• Create a user to run the JIRA application
  • Open port 8080 (for your IP address only)
  • Create a 10GB EBS volume
  • Download, install, and start JIRA

The meat of the configuration looks like this:

install do
  before :startup             
adduser :jira # Create a user on the linux authorize :jira # machine to run the app. network do # Open access to port 8080 authorize 8080 # for your local machine. end disks do # Create an EBS volume where create "/jira" # JIRA will be installed. end remote :root do disable_safe_mode # Allow file globs and tildas.

<span class="k">raise</span> <span class="s2">"JIRA is already installed"</span> <span class="k">if</span> <span class="n">file_exists?</span> <span class="s1">'/jira/app'</span>

<span class="n">jira_archive</span> <span class="o">=</span> <span class="s2">"atlassian-jira-standard-3.13.5-standalone.tar.gz"</span>
<span class="n">uri</span> <span class="o">=</span> <span class="s2">""</span>
<span class="n">wget</span> <span class="s2">"</span><span class="si">#{</span><span class="n">uri</span><span class="si">}</span><span class="s2">/</span><span class="si">#{</span><span class="n">jira_archive</span><span class="si">}</span><span class="s2">"</span> <span class="k">unless</span> <span class="n">file_exists?</span> <span class="n">jira_archive</span>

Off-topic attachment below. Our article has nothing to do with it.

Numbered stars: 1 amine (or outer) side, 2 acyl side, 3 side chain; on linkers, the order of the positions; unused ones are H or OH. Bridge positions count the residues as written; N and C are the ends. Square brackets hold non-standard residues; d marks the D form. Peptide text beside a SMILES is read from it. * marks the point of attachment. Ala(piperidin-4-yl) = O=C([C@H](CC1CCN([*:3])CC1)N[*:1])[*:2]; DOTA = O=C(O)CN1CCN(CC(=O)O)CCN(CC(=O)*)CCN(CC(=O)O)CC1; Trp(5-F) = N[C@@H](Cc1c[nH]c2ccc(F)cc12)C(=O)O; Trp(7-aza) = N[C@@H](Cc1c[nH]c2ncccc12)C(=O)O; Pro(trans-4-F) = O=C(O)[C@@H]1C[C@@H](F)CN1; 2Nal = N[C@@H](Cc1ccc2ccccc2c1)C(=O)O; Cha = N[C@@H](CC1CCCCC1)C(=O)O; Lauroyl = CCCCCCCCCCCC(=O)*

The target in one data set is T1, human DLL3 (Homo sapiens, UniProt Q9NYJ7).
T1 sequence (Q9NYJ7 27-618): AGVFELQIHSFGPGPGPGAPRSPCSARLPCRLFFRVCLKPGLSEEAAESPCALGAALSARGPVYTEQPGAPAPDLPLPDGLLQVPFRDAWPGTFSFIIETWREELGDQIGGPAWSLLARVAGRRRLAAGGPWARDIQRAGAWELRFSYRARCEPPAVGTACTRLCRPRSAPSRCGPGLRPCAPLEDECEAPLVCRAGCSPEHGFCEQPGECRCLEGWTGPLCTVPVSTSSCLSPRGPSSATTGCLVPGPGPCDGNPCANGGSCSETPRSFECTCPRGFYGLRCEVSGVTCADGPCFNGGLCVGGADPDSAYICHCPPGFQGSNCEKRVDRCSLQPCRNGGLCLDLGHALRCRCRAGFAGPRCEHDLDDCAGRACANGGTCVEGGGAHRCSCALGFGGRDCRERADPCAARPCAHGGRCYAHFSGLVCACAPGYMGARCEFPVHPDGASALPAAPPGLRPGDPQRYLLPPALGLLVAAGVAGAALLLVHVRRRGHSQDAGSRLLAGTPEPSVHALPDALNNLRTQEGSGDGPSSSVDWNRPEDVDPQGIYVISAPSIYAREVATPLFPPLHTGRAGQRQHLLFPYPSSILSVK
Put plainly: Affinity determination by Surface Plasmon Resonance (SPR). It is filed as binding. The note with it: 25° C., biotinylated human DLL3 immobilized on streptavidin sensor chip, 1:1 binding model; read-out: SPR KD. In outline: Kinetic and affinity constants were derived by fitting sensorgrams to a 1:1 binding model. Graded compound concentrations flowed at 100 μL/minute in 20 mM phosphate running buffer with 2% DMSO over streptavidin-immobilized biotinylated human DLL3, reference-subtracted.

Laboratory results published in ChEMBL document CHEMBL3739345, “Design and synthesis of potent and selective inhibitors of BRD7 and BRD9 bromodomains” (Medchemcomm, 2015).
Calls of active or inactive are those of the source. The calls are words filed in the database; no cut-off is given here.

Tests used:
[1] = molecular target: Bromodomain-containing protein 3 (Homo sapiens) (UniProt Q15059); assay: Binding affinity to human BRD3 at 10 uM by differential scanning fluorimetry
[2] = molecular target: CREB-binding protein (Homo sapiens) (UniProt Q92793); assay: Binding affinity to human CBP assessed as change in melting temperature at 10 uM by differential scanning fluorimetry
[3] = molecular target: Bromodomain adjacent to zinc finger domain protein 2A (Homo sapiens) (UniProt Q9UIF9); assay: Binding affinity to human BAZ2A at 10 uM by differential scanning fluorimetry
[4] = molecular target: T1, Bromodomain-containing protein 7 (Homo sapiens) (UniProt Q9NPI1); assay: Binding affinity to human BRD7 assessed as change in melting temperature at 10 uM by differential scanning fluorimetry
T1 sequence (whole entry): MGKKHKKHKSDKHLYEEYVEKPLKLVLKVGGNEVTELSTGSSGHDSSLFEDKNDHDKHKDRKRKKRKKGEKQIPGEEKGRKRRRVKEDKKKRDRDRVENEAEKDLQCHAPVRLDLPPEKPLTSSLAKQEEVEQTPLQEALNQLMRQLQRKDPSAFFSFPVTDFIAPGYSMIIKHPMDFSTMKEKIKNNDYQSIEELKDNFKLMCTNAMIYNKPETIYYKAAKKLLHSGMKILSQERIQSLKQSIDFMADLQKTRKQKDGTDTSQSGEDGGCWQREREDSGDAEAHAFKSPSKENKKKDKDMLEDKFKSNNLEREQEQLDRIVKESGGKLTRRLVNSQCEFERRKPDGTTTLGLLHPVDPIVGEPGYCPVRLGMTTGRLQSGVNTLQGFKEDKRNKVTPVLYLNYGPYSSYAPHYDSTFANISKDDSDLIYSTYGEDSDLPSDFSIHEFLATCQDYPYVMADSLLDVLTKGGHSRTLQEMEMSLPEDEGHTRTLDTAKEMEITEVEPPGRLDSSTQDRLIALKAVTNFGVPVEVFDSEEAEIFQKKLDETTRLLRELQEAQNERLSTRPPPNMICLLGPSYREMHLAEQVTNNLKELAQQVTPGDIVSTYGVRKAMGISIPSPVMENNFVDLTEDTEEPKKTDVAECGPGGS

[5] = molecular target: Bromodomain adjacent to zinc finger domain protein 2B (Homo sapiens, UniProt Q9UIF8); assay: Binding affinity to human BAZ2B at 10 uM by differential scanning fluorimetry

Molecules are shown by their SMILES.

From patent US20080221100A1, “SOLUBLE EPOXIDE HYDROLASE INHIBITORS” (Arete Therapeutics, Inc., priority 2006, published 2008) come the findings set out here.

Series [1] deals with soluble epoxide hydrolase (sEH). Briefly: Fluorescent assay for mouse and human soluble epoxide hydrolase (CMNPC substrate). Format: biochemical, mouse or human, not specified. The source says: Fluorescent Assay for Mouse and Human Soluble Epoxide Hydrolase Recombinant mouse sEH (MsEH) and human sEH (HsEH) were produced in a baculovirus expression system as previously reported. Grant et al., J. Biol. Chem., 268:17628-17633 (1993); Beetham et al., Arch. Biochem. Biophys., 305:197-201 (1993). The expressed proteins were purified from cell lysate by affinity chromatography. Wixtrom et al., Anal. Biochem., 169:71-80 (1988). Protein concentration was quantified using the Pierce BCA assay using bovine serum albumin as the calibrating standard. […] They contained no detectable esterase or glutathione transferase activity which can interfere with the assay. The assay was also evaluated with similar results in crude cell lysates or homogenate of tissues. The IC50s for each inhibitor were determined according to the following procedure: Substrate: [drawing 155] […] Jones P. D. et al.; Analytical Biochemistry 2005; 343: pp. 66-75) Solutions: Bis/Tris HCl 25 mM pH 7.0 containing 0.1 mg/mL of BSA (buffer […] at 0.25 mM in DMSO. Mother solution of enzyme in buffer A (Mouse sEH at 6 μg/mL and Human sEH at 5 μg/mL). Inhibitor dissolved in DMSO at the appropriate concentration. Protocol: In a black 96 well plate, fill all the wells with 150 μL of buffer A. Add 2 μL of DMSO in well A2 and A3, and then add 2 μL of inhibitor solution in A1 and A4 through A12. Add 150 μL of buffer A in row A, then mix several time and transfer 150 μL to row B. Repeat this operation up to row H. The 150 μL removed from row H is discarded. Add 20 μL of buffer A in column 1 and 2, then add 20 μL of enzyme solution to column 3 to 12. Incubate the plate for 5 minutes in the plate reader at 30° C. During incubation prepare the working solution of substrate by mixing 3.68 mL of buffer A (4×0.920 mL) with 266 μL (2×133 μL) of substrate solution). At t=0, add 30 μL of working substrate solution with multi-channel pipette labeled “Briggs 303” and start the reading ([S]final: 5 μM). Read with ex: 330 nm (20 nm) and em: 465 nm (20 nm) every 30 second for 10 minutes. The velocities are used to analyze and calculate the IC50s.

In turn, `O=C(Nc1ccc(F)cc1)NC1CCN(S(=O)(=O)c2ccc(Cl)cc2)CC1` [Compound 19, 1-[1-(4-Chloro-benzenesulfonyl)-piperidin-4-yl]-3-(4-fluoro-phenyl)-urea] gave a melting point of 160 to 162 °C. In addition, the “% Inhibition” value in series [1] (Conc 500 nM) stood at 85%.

<span class="n">cp</span> <span class="n">jira_archive</span><span class="p">,</span> <span class="s1">'/jira/jira.tar.gz'</span> 
<span class="n">cd</span> <span class="s1">'/jira'</span>
<span class="n">mkdir</span> <span class="ss">:p</span><span class="p">,</span> <span class="s1">'/jira/indexes'</span><span class="p">,</span> <span class="s1">'/jira/attachments'</span><span class="p">,</span> <span class="s1">'/jira/backups'</span>
<span class="n">tar</span> <span class="ss">:x</span><span class="p">,</span> <span class="ss">:f</span><span class="p">,</span> <span class="s1">'jira.tar.gz'</span>